Crashes involving airplanes and wind turbines rare

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ABERDEEN, S.D. (AP) - Federal data indicate that wind turbines are not a major cause of airplane crashes, a conclusion that doesn’t surprise a leading wind energy company.

A National Transportation Safety Board database lists only two crashes in which a plane struck a wind turbine - one in Palm Springs, California, in 2001, and one near the South Dakota town of Highmore in late April, the American News reported (http://bit.ly/S9ZP5C ). The South Dakota crash killed the pilot and three cattlemen returning from Texas.

In the California crash, an aircraft malfunction caused the pilot to lose control and strike a wind turbine, according to the NTSB’s final report. The agency’s final report on the South Dakota crash is not expected for at least eight months.

Steve Stengel, spokesman for NextEra Energy Inc., which operates 101 wind farms in 19 states and Canada, said the statistics bear out the fact that wind farms are safe for aviation.

“All these projects that are built - whether in South Dakota, North Dakota, California or Pennsylvania - they all go through a review and approval process to make sure they are safe and appropriate in the area they are placed in,” he said.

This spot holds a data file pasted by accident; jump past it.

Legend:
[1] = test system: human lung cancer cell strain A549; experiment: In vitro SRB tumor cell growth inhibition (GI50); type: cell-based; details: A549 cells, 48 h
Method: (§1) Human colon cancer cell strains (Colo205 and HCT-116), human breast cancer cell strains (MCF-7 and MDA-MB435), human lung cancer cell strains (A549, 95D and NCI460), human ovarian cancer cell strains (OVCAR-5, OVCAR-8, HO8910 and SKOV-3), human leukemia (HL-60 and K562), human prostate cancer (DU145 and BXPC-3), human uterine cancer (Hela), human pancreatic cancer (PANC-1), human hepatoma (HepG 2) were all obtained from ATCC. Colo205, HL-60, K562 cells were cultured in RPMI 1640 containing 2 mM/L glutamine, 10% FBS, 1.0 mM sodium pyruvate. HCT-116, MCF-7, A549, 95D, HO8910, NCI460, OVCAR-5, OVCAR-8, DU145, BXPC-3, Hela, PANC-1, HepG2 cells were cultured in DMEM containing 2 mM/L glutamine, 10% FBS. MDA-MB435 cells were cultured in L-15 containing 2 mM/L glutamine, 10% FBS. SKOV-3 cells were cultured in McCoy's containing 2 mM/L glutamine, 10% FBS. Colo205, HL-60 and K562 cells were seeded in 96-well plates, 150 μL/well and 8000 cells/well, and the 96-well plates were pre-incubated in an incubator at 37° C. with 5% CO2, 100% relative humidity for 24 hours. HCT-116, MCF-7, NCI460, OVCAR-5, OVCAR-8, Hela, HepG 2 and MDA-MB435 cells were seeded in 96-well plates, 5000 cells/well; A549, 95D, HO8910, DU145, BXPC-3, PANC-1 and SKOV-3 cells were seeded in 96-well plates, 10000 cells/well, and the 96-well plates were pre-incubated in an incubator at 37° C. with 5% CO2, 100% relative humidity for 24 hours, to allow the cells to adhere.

The Federal Aviation Administration also requires white warning lights on wind turbines during the day and red warning lights at night.

The crash of the single-engine piper in South Dakota last month happened in foggy conditions. The crash killed the pilot, Donald J. “D.J.” Fischer, 30, of Gettysburg; and cattlemen Brent Beitelspacher, 37, of Bowdle; Logan Rau, 25, of Java; and Nick Reimann, 33, of Ree Heights.

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Information from: Aberdeen American News, http://www.aberdeennews.com

Copyright 2014 The Associated Press. All rights reserved. This material may not be published, broadcast, rewritten or redistributed.

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